Get ready with me: A memory of a dog-lover in the 2000s

Patricia Li
Get ready with me: A memory of a dog-lover in the 2000s
Why mornings mean something to me

[Editor’s Note: The Get Ready with Me (GRWM) article series features the morning routines of people from different walks of life, from their first grabs to the way they get ready for work, and to the items they can’t live without.

Got someone you want GRWM to feature? Just email us at stories@rappler.com with the subject line “GRWM” followed by the name and designation of the person.]

Sometime in the early 2000s, we got our first dog. Her name was Blossom.

I was five-or-so years-old and I didn’t know how to interact with her. I was my most honest self then – awkward and introverted. When my siblings played with her, accusing me of not liking the family’s new pet, I stayed wary, a few feet away. 

I didn’t know how to handle this new lifeform. She was almost the same size as my hand. 

Eventually, I did approach her, and slowly our dynamics transformed into me and her against the entire family. Every time she had a snack in her mouth, only I could touch her while eating. If it’s not obvious, she was a glutton. Everyone used to ask if she was pregnant. She never was.

When I became a high-school student and switched to sleeping on the top bunk of a double-deck, every morning on the floor, without fail, she would wait for me to wake up.

She always got a scolding for it. She’d whine every time I wake up and then I had to switch back to the lower bunk so she could see me better. Everyone else in the house thought she was the one waking me up and I was adjusting, but the truth is, I was already up by the time she would start calling me.

I had no idea how she knew I was awake already. I never moved too much or made too much noise. (I was still an early riser back then.) She always knew me best though. My mornings always started with someone who loved me best paying attention to me. 

My young mind often wondered if this was the love most people spent entire lives searching for. What people craved in husbands and wives, sons and daughters, I found as a young girl with a mini-dachshund.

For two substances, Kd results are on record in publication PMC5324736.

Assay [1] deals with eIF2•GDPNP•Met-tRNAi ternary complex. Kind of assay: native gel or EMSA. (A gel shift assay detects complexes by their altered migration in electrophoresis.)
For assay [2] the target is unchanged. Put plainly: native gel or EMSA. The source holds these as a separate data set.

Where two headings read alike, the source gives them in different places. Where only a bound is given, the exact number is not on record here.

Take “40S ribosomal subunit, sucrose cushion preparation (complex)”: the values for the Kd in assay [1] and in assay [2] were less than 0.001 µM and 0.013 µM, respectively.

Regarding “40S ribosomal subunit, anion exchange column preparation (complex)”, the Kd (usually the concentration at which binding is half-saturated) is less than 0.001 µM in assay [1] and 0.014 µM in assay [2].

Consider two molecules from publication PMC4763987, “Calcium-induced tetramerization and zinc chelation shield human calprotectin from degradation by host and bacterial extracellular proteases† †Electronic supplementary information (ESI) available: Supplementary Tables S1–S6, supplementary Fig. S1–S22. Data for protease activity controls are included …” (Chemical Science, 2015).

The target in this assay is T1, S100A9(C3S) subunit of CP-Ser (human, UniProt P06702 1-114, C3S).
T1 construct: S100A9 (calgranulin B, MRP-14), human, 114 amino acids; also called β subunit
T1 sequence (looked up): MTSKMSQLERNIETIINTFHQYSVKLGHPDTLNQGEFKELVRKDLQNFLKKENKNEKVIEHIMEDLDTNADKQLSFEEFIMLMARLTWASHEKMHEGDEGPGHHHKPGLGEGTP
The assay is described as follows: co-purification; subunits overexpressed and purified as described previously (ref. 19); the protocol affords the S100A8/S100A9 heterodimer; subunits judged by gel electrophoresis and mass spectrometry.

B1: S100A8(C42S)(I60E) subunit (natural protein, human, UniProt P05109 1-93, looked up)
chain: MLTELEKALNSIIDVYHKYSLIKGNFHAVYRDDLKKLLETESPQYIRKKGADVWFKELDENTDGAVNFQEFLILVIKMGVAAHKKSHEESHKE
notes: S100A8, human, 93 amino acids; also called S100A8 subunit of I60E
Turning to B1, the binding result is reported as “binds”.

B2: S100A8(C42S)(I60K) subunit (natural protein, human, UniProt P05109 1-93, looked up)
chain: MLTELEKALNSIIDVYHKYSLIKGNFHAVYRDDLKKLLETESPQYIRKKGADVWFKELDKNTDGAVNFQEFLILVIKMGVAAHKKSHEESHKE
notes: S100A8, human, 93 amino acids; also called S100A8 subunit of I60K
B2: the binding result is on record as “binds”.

In the end, she passed away in 2013 – days after my 18th birthday. She taught me the deepest emotions I could feel as a child, and taught me my first real pain as an adult. 

I have less than ten photos of her with me right now because I used to lose my cellphones all the time. And cloud storage wasn’t a thing then. I guess the most painful thing is I can’t quite remember what she looked like anymore without referring to these few photos. 

BLOSSOM. One of the few photos the author has of her mini-dachshund. Photo courtesy of Patricia Li.

To most, the Get Ready with Me (GRWM) article series might just be simple lifestyle articles, and maybe they are. But to me, mornings mean something. I don’t mean to say they contain something deeper or big life lessons from a fairytale, but they’re definitely indicative of certain times in our lives – whether we know it or not.

GRWM started during the enhanced community quarantine (ECQ) when we wanted to know how people from different walks of life started their days despite this new collective experience. 

Now, we’re moving past this period – as the cliche goes – together though physically apart. Most of us have adjusted to this new life stage – whether that means ever-changing routines or the exact opposite.

GRWM will continue to showcase the different stories of people’s mornings. Maybe one day you’ll realize that these few days tell a pivotal tale of your life.

But for now, we live in the present, and you can expect new GRWM articles in the near future. – Rappler.com 


Add a comment

Sort by

There are no comments yet. Add your comment to start the conversation.

Patricia Li

Patricia Li consumes all types of media: mangas, K-dramas, C-dramas, young adult books, and Timothee Chalamet films. She is acidic, but will not let anyone stop her from getting her caffeine fix.